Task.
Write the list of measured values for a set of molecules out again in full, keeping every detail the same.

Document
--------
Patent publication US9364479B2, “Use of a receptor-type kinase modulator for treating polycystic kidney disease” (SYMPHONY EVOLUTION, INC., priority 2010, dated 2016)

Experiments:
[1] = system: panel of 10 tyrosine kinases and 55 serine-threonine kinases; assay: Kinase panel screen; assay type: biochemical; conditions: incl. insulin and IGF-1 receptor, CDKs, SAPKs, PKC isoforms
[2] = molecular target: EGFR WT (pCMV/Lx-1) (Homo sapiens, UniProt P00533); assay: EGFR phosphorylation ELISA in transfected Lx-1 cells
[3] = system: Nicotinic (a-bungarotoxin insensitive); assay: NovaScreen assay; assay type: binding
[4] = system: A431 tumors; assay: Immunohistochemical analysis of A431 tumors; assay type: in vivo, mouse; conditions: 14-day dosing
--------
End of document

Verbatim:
Patent publication US9364479B2, “Use of a receptor-type kinase modulator for treating polycystic kidney disease” (SYMPHONY EVOLUTION, INC., priority 2010, dated 2016)

Experiments:
[1] = system: panel of 10 tyrosine kinases and 55 serine-threonine kinases; assay: Kinase panel screen; assay type: biochemical; conditions: incl. insulin and IGF-1 receptor, CDKs, SAPKs, PKC isoforms
[2] = molecular target: EGFR WT (pCMV/Lx-1) (Homo sapiens, UniProt P00533); assay: EGFR phosphorylation ELISA in transfected Lx-1 cells
[3] = system: Nicotinic (a-bungarotoxin insensitive); assay: NovaScreen assay; assay type: binding
[4] = system: A431 tumors; assay: Immunohistochemical analysis of A431 tumors; assay type: in vivo, mouse; conditions: 14-day dosing